Episodic double murders are always a candidate for glory at the Fair 'n' Balanced Network, but what makes some episodic double murders more Foxalicious than others? This one, for example, started Sunday morning at the No. 4 position, with "Killed By A Monster" at the top of the page. Let's have a look at Fox works to shape the raw material into the perfect story for its readers.

First, the headline -- fine as far as it goes, but nothing there that would set this apart from any other set of murders on Christmas Eve. "Workplace violence" doesn't elevate matters; you can't bend it far enough to make contact with the Two Minutes Hate angle. And there's nothing very exciting about the art: basically a mug shot of some post boxes. Hard to believe a Fox staffer missed the obvious angle that perked things up around 10:30 a.m.:

Relatives and friends of two Ohio postal workers slain by an enraged, naked coworker were at a loss to explain the violence that occurred Saturday morning.

So we've managed to get "naked" into the hed, but -- Sweet Norman Mailer, who's naked and who's dead? The original hed (and the url) are the usual way we -- well, certainly we headline writers -- think of "X's slaying": "the slaying of X." We'd need another prepositional phrase to get "X's slaying of two colleagues" out of it, and when the verb becomes singular, matters get even messier. 

Still, the commenters have picked up on something else that slipped past the Fox editors:

DeShaune is it? Uh-huh.

So about 11:39, the next angle falls into place:
 The headline is the same syntactic hash, but now it's a real Fox story. Right, commenters?
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Dear Nation's Newspaper of Record:

A review on Dec. 3 about “GenerationWealth,” by the photographer Lauren Greenfield, referred incorrectly to one of the book’s conclusions. Greenfield does refer to the media’s influence on people’s obsession with wealth and fame; it is not the case that “she never mentions” that influence. The review also misstated the provenance of some of the book’s images; many of them accompanied reports that appeared in major publications, not “most” of them.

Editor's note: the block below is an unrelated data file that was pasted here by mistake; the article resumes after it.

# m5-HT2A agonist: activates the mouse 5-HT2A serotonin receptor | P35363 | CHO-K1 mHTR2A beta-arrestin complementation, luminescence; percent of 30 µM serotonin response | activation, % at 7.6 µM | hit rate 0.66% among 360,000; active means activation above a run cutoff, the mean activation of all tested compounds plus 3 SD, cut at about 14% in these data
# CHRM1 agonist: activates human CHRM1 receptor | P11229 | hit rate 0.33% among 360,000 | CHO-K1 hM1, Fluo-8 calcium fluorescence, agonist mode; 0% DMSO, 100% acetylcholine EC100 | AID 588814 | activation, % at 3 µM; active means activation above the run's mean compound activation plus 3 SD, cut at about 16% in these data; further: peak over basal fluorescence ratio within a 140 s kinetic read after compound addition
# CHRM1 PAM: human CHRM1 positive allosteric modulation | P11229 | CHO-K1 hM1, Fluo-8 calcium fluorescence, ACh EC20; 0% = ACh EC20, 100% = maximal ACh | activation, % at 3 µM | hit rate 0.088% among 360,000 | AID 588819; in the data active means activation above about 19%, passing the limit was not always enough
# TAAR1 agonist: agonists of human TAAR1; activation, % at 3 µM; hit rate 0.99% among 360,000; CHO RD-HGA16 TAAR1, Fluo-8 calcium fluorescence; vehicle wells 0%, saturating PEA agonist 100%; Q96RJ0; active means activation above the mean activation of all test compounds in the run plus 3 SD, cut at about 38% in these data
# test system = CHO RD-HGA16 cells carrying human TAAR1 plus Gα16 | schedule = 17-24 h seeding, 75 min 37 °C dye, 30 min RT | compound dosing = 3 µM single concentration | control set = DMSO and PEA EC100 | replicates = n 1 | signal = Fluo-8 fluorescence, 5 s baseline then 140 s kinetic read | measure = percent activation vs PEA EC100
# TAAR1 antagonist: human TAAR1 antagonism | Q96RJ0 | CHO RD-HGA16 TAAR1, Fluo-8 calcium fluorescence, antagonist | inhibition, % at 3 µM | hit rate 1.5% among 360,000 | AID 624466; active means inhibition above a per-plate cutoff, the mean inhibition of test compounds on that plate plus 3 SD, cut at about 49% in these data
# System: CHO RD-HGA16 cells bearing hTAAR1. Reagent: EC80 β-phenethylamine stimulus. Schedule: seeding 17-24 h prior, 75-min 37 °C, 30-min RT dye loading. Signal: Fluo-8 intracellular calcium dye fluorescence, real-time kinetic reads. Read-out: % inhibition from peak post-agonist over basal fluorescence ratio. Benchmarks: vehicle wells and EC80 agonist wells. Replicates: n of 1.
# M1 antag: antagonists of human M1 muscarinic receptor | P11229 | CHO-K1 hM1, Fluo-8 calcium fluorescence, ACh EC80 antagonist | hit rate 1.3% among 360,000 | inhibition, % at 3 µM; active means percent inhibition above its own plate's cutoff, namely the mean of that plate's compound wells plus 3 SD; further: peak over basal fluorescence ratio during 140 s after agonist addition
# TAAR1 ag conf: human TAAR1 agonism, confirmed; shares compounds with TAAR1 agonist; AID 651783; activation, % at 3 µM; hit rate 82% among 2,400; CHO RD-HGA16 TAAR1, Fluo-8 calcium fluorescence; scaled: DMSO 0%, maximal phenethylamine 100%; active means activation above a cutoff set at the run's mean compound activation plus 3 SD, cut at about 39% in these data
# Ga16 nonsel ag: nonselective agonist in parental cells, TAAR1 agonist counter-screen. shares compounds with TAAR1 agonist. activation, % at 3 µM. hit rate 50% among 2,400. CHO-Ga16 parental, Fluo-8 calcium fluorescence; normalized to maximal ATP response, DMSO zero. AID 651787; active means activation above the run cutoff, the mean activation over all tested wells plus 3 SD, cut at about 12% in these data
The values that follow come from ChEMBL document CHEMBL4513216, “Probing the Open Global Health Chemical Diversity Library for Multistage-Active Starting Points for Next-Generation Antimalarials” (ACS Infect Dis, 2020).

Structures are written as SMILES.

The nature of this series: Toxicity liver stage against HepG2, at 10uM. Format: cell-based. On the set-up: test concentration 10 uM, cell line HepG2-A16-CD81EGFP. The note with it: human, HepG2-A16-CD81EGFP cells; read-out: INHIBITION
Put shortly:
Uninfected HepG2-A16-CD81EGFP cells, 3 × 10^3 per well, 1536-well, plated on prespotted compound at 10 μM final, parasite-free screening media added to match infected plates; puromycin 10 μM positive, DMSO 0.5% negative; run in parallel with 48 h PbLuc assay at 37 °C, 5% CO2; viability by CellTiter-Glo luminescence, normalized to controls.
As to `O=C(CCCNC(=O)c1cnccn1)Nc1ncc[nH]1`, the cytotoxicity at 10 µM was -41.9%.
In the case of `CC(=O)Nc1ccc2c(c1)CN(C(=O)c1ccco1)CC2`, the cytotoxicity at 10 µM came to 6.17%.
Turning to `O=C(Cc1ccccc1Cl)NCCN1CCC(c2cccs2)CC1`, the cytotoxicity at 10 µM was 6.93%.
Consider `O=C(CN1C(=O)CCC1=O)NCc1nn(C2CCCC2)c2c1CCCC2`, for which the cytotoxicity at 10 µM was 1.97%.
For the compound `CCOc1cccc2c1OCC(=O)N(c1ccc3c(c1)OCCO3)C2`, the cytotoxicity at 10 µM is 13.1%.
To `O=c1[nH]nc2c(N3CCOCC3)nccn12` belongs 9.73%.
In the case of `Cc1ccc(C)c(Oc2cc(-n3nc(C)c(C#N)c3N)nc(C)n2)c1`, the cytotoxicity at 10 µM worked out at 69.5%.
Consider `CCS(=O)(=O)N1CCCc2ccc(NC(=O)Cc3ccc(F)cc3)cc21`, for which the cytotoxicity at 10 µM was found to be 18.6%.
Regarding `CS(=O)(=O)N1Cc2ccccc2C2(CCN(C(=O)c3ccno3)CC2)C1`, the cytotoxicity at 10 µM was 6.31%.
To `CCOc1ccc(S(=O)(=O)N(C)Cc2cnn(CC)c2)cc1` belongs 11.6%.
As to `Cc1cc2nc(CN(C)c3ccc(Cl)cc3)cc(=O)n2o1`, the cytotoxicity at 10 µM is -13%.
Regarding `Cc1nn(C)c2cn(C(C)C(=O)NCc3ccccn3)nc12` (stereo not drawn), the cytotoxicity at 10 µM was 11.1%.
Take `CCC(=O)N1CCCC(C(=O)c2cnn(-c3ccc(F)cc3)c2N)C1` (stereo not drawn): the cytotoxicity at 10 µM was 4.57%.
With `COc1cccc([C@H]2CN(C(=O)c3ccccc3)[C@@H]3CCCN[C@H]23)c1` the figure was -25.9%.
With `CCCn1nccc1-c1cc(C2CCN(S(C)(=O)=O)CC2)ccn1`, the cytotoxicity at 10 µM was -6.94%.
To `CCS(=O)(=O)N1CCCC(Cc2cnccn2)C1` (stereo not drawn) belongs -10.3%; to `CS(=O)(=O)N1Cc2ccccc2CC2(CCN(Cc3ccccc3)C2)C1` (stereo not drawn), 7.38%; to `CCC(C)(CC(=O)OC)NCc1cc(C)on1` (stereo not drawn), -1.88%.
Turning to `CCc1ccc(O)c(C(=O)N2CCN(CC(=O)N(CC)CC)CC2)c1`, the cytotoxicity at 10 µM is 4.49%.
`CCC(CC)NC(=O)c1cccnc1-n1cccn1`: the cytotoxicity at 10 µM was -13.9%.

Did you think about reading the book before you reviewed it? Just wondering.

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Friday, December 22, 2017

Martinis, steaks and cold-blooded belles

So with the UN slapping America in the face, Republicans finally wising up to the Kenyan usurper's Mideast perfidy and Massster's beautiful tax cuts held hostage by those pesky budget rules, what do you figure should have been the world's fourth most important story on Thursday afternoon?

Aw, you peeked. Having done so, though, you might have wondered how the elements of this story fell into place so naturally, so let's have a look:

She’ll drink to that!

The Latvian woman who watched her fiancé drown in the Hudson River walked out of prison Thursday — and celebrated with a martini and steak lunch.

There's no "police said" or "according to eyewitnesses" or "Fox News can reveal" (though there is that delicate accent on "fiancé," in case you've forgiven the French for anything in the past few decades). But there is an outline of the structure under which we're supposed to understand stuff. "Walked out of prison Thursday" is an easy claim to verify. "Martini and steak lunch" is close, but .. hang on a little and we'll get back to the martinis. "Celebrated" is actually a bit different from what you see in sports photo captions, where at least people are usually jumping up and down or something. As for who's drinking to what -- well, you can't call it a lie, because there's nothing for it to be true or false about. It's a framing device. It doesn't tell you what to think, but it tells you how to think about the things you're poised to learn.